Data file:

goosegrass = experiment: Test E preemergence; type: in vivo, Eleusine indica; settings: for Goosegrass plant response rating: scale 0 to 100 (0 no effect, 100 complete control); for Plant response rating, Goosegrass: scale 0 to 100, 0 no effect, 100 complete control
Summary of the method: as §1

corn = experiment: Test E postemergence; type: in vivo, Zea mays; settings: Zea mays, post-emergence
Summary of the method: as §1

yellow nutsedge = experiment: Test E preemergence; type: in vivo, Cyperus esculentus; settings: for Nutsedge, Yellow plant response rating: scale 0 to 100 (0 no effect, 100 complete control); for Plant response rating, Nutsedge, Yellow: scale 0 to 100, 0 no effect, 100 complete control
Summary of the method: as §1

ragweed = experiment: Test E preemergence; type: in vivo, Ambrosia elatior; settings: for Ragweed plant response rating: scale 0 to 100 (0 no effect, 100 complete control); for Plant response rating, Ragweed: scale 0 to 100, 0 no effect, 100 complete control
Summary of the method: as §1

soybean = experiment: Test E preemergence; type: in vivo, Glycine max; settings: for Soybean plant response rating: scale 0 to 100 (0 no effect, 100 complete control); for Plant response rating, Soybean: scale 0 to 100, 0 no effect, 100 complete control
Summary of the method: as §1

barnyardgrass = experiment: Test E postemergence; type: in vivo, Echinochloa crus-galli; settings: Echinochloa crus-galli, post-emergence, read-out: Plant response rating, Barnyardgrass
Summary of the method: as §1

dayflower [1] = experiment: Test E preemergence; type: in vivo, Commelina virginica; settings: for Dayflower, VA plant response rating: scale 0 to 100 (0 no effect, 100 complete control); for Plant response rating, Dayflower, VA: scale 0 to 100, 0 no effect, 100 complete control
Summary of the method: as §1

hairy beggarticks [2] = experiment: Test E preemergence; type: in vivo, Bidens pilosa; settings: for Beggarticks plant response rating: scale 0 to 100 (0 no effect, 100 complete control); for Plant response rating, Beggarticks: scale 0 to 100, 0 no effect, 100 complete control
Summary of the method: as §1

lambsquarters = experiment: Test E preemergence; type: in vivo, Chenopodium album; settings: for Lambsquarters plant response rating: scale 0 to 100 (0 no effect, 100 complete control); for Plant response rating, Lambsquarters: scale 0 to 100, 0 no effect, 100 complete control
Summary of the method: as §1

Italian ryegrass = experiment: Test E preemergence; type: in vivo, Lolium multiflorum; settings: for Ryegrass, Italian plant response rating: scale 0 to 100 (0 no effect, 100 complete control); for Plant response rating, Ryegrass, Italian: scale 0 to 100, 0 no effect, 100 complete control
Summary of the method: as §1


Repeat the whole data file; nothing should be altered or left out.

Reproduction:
goosegrass = experiment: Test E preemergence; type: in vivo, Eleusine indica; settings: for Goosegrass plant response rating: scale 0 to 100 (0 no effect, 100 complete control); for Plant response rating, Goosegrass: scale 0 to 100, 0 no effect, 100 complete control
Summary of the method: as §1

corn = experiment: Test E postemergence; type: in vivo, Zea mays; settings: Zea mays, post-emergence
Summary of the method: as §1

yellow nutsedge = experiment: Test E preemergence; type: in vivo, Cyperus esculentus; settings: for Nutsedge, Yellow plant response rating: scale 0 to 100 (0 no effect, 100 complete control); for Plant response rating, Nutsedge, Yellow: scale 0 to 100, 0 no effect, 100 complete control
Summary of the method: as §1

ragweed = experiment: Test E preemergence; type: in vivo, Ambrosia elatior; settings: for Ragweed plant response rating: scale 0 to 100 (0 no effect, 100 complete control); for Plant response rating, Ragweed: scale 0 to 100, 0 no effect, 100 complete control
Summary of the method: as §1

soybean = experiment: Test E preemergence; type: in vivo, Glycine max; settings: for Soybean plant response rating: scale 0 to 100 (0 no effect, 100 complete control); for Plant response rating, Soybean: scale 0 to 100, 0 no effect, 100 complete control
Summary of the method: as §1

barnyardgrass = experiment: Test E postemergence; type: in vivo, Echinochloa crus-galli; settings: Echinochloa crus-galli, post-emergence, read-out: Plant response rating, Barnyardgrass
Summary of the method: as §1

dayflower [1] = experiment: Test E preemergence; type: in vivo, Commelina virginica; settings: for Dayflower, VA plant response rating: scale 0 to 100 (0 no effect, 100 complete control); for Plant response rating, Dayflower, VA: scale 0 to 100, 0 no effect, 100 complete control
Summary of the method: as §1

hairy beggarticks [2] = experiment: Test E preemergence; type: in vivo, Bidens pilosa; settings: for Beggarticks plant response rating: scale 0 to 100 (0 no effect, 100 complete control); for Plant response rating, Beggarticks: scale 0 to 100, 0 no effect, 100 complete control
Summary of the method: as §1

lambsquarters = experiment: Test E preemergence; type: in vivo, Chenopodium album; settings: for Lambsquarters plant response rating: scale 0 to 100 (0 no effect, 100 complete control); for Plant response rating, Lambsquarters: scale 0 to 100, 0 no effect, 100 complete control
Summary of the method: as §1

Italian ryegrass = experiment: Test E preemergence; type: in vivo, Lolium multiflorum; settings: for Ryegrass, Italian plant response rating: scale 0 to 100 (0 no effect, 100 complete control); for Plant response rating, Ryegrass, Italian: scale 0 to 100, 0 no effect, 100 complete control
Summary of the method: as §1